Background: Medical costs vary substantially among patients. Understanding the baseline factors that predict subsequent cost may allow better selection of therapy for individual patients. Understanding the postprocedure events that increase cost should help to improve efficiency and effectiveness of coronary revascularization.
Methods: Data on 4-year costs were collected from patients randomly assigned to coronary angioplasty or bypass surgery as part of the BARI (Bypass Angioplasty Revascularization Investigation) trial. Regression models first examined factors known at the time of randomization that prospectively predicted initial procedure cost and long-term cost. Subsequent models tested the value of postrandomization events as explanatory variables for cost.
Results: The independent baseline predictors of higher initial percutaneous transluminal coronary angioplasty cost included 3-vessel disease (+12%) and acute presentations (+22%), whereas the independent predictors of higher initial coronary artery bypass grafting cost included the number of comorbid conditions (+5% per condition) and female sex (+7%). The independent baseline predictors of 4-year cost included heart failure (+26%), diabetes (+22%), comorbidity (+10%), and angioplasty assignment in patients with 2-vessel disease (-15%). Postrandomization models showed higher initial and long-term costs were strongly correlated with the number of repeat revascularization procedures (+30% to +128%) and the occurrence of clinical complications (+8% to +131%).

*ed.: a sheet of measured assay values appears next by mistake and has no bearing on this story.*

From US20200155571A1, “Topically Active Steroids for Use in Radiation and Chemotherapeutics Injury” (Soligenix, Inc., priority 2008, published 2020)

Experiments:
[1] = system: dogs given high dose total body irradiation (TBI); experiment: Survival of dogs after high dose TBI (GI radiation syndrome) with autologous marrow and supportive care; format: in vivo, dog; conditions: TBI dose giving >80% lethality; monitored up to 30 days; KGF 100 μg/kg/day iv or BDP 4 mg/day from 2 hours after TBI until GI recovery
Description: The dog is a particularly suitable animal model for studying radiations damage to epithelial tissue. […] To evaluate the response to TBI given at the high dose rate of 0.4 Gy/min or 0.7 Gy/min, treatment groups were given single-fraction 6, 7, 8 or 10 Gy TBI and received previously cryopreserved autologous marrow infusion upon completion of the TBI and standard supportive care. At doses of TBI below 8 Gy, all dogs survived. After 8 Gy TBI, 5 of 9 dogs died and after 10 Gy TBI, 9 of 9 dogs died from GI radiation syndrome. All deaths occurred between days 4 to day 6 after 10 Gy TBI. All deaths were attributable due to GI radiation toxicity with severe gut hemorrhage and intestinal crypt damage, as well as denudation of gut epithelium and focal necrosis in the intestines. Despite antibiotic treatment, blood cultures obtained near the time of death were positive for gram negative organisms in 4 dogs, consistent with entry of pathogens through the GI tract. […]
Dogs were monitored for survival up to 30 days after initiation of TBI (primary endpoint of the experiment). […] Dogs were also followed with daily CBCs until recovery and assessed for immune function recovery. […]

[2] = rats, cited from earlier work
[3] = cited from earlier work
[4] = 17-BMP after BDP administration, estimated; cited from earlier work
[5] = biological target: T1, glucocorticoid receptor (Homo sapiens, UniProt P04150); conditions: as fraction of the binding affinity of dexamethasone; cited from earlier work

Conclusions: Two-vessel disease identifies patients likely to have lower costs after angioplasty, whereas heart failure, comorbid conditions, and diabetes identify patients likely to accrue higher costs after either angioplasty or bypass surgery. Long-term costs can be potentially reduced by interventions that decrease procedural complications or reduce the need for repeat revascularization.